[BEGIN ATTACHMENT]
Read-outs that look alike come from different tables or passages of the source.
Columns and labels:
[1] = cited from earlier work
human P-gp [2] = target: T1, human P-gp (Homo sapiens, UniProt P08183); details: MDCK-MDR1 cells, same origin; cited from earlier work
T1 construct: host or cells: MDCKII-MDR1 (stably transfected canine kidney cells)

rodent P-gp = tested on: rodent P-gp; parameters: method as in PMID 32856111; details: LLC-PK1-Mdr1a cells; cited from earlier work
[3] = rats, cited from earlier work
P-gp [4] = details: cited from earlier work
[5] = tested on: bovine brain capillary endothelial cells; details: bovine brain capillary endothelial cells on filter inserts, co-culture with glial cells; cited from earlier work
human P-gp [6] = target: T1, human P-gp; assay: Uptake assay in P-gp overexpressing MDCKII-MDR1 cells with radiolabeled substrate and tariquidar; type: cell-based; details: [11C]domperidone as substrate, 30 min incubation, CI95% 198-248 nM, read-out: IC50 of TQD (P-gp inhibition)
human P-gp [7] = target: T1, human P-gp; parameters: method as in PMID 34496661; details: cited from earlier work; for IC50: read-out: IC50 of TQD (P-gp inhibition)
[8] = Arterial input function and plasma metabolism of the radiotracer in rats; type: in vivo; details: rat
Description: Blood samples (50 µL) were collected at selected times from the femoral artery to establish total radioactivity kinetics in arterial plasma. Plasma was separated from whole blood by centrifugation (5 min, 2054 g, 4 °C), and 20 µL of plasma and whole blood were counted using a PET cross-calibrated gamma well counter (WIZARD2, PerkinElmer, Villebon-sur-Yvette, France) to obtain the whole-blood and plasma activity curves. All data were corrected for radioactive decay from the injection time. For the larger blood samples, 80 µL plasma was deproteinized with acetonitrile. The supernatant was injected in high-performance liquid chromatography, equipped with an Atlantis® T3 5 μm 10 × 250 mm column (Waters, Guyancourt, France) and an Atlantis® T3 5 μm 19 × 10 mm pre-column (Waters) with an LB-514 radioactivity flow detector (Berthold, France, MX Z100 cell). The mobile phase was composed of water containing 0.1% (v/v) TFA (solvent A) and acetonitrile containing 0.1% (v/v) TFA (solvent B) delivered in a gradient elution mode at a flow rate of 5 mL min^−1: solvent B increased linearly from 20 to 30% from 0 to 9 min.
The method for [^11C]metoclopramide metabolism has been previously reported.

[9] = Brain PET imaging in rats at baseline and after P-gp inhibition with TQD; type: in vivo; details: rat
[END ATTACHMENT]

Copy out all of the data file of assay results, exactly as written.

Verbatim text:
Read-outs that look alike come from different tables or passages of the source.
Columns and labels:
[1] = cited from earlier work
human P-gp [2] = target: T1, human P-gp (Homo sapiens, UniProt P08183); details: MDCK-MDR1 cells, same origin; cited from earlier work
T1 construct: host or cells: MDCKII-MDR1 (stably transfected canine kidney cells)

rodent P-gp = tested on: rodent P-gp; parameters: method as in PMID 32856111; details: LLC-PK1-Mdr1a cells; cited from earlier work
[3] = rats, cited from earlier work
P-gp [4] = details: cited from earlier work
[5] = tested on: bovine brain capillary endothelial cells; details: bovine brain capillary endothelial cells on filter inserts, co-culture with glial cells; cited from earlier work
human P-gp [6] = target: T1, human P-gp; assay: Uptake assay in P-gp overexpressing MDCKII-MDR1 cells with radiolabeled substrate and tariquidar; type: cell-based; details: [11C]domperidone as substrate, 30 min incubation, CI95% 198-248 nM, read-out: IC50 of TQD (P-gp inhibition)
human P-gp [7] = target: T1, human P-gp; parameters: method as in PMID 34496661; details: cited from earlier work; for IC50: read-out: IC50 of TQD (P-gp inhibition)
[8] = Arterial input function and plasma metabolism of the radiotracer in rats; type: in vivo; details: rat
Description: Blood samples (50 µL) were collected at selected times from the femoral artery to establish total radioactivity kinetics in arterial plasma. Plasma was separated from whole blood by centrifugation (5 min, 2054 g, 4 °C), and 20 µL of plasma and whole blood were counted using a PET cross-calibrated gamma well counter (WIZARD2, PerkinElmer, Villebon-sur-Yvette, France) to obtain the whole-blood and plasma activity curves. All data were corrected for radioactive decay from the injection time. For the larger blood samples, 80 µL plasma was deproteinized with acetonitrile. The supernatant was injected in high-performance liquid chromatography, equipped with an Atlantis® T3 5 μm 10 × 250 mm column (Waters, Guyancourt, France) and an Atlantis® T3 5 μm 19 × 10 mm pre-column (Waters) with an LB-514 radioactivity flow detector (Berthold, France, MX Z100 cell). The mobile phase was composed of water containing 0.1% (v/v) TFA (solvent A) and acetonitrile containing 0.1% (v/v) TFA (solvent B) delivered in a gradient elution mode at a flow rate of 5 mL min^−1: solvent B increased linearly from 20 to 30% from 0 to 9 min.
The method for [^11C]metoclopramide metabolism has been previously reported.

[9] = Brain PET imaging in rats at baseline and after P-gp inhibition with TQD; type: in vivo; details: rat